As part of its efforts towards economic recovery and sustainable growth, the Bank of Industry (BoI) has concluded a $1billion syndicated term loan in conjunction with international partners to further support small and medium scale enterprises (MSME) in the country.
Minister of industry, trade and investment, Otunba Adeniyi Adebayo said the loan is aimed at “further improving the capacity of the bank to effectively support micro, small and medium scale enterprises (MSME) – across key sectors of the Nigerian economy – with affordable loans of medium to long-term tenor, alongside moratorium benefits.”
The minister, who disclosed this on Monday at the Quantum Mechanics Limited MSME Survival Fund Capacity Building Programme in Abuja, also said there is an ongoing discussion with Dunn & Bradstreet to establish an SME risk rating agency – the SME Rating Agency of Nigeria (SMERAN), to provide an empirical basis towards analysing the eligibility of SMEs to access credit.
Adebayo, who spoke on efforts of the federal government at supporting the MSME in the country said, “I will like to reiterate that our ministry fully supports MSMEs, as demonstrated by our MSME Survival Fund Initiative which was launched in the wake of the COVID-19 pandemic by the federal government as part of the Nigerian Economic Sustainability Plan (NESP); aimed at protecting MSME businesses from the shocks the Pandemic. The Fund comprises the following: The Payroll Support Scheme which aims to support MSMEs in meeting their payroll obligations and safeguard jobs by paying up to N50,000 to a maximum of 10 employees in each MSME for three months;
⦁ The Artisan and Transport Grant which supports self-employed artisans with a one-off payment of N30,000 targeting 333,000 individuals;
⦁ The General MSME Grant which will provide 100,000 MSMEs with one-off grants of N50, 000 each; and
⦁ The Guaranteed Offtake Scheme which will engage approximately 100,000 businesses across the country to produce items typically manufactured in their locality, targeting 300,000 beneficiaries.
⦁ Free registration of companies for 250,000 beneficiaries.”
The minister explained that the survival fund was estimated to save at least 1.3 million jobs across the country, while strengthening the growth potential of beneficiary businesses, stressing that the successful implementation of the scheme so far has contributed immensely to quickly pulling Nigeria out of the COVID-19-induced recession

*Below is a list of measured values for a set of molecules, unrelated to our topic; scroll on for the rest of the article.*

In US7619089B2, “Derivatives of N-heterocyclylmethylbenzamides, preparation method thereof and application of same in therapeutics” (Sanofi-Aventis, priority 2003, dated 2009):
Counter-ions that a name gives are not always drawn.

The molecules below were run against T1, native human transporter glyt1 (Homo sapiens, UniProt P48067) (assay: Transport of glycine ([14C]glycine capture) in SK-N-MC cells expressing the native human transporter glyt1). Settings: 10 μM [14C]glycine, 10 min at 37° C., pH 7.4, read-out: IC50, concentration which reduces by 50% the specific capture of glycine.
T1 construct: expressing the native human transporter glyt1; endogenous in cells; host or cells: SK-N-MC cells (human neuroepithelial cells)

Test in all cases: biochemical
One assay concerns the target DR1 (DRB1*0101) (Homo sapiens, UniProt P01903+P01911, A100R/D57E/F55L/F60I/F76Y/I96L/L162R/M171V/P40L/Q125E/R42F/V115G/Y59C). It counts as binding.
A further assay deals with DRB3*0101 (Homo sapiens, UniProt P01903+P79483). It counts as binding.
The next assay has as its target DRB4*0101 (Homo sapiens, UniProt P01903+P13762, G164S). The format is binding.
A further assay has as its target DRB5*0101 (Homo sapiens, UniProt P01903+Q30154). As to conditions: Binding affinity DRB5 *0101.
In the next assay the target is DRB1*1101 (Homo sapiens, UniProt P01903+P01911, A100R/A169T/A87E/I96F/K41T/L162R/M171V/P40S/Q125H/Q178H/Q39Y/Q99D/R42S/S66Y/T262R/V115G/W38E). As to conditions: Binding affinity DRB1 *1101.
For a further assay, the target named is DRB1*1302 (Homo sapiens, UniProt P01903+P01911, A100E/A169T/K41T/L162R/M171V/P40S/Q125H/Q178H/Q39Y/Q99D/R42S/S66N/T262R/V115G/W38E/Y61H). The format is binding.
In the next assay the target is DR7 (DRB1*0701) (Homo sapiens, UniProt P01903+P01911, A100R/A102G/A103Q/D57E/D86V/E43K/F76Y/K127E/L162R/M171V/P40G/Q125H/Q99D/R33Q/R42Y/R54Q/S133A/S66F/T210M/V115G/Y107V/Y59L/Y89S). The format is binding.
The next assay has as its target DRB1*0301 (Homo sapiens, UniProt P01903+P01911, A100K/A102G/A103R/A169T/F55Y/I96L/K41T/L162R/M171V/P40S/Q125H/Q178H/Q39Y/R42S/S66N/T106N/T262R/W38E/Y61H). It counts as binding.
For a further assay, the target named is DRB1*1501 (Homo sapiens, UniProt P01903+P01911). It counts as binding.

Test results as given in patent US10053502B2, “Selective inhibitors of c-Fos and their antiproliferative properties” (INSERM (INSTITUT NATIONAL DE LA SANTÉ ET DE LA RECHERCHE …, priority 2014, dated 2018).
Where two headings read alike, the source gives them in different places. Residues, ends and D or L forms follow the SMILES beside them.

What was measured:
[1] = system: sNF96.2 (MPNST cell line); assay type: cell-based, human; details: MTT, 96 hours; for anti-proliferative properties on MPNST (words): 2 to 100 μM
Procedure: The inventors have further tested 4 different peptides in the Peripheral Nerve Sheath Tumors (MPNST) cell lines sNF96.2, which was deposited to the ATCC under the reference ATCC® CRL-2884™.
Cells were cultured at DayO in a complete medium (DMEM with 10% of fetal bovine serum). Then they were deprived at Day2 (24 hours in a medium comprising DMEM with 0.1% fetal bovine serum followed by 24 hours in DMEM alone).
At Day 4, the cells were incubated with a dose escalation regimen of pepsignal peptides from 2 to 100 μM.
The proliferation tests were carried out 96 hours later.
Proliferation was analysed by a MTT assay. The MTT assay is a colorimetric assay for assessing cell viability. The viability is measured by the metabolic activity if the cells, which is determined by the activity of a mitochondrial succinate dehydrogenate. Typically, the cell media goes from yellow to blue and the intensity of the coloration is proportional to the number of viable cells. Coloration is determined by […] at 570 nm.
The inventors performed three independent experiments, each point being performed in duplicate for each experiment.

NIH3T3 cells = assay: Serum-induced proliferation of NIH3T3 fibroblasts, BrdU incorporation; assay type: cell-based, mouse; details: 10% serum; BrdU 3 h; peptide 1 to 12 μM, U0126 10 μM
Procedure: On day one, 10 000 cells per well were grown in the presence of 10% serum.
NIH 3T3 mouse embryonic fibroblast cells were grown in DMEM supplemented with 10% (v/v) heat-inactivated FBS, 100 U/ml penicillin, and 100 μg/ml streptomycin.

The minister said the National MSMEs Clinics also support the growth of small businesses across the country through the provision of critical infrastructure, with twenty-six of such clinics having impressive results.
He further disclosed that the Nigerian Export Promotion Council (NEPC) has launched the Export Expansion Facility (EEF) under the NESP to support the resilience of new and existing MSMEs to respond to the shocks of the COVID-19 pandemic to retain and create more jobs, especially youth and women businesses through the Youth Export Development Programme (YEDP) and Promoting Women Inclusiveness in Non-Oil Export.
Nigeria Loses N800bn Monthly To Lack Of 24-Hour Port Operation (PROMO)
BY DAVID BAMISE
Rev. Jonathan Nicole, President Shippers Association of Lagos, says Nigeria loses over N800 billion monthly due to lack of 24-hour seaport operation.
Nicole made this known in an interview with the News Agency of Nigeria (NAN) in Lagos on Monday.
NAN reports that in May 2017, Vice President Yemi Osinbajo signed an executive order directing resumption of 24-hour operations at the Apapa Port and prohibiting touting in all seaports.
However, the 24-hour operations have yet to commence in the seaports while agencies sacked from operating at the seaports have returned to participate in physical examination of cargoes.
The managing director of the Nigerian Ports Authority (NPA), Ms Hadiza Bala-Usman, recently accused some federal government agencies operating at the ports of lack of compliance with the directive and executive order.
According to Nicole, the Nigerian Customs Service (NCS) was generating almost N26 billion daily in the past from seaports.
The figure has dropped because our imports have reduced.
“The port is money-spinning. Payments are daily made to shipping companies, terminal operators, customs, transporters, Ministries, Department and Agencies (MDA’s) in the ports.
“If one is bringing out 1,000 containers, add the customs duty, shipping and terminal charges, transportation and even under-the-table transactions, then you will understand the amount involved. We need to put in place policies that are workable and cannot be thwarted,” he said.
The association president alleged that some unpatriotic Nigerians thwarted laws and policies because they wanted to make money anyhow.
Nicole decried alleged refusal of some government agencies to key into the 24-hour port operation directive, describing it as unfortunate.
On the continued presence of some MDAs in the ports, though they had been told to withdraw, he said it was unfortunate that the MDAs failed to comply with governments’ directive.
According to him, shippers are still present in the ports because they are the owners of cargoes and would be needed by customs in some situations.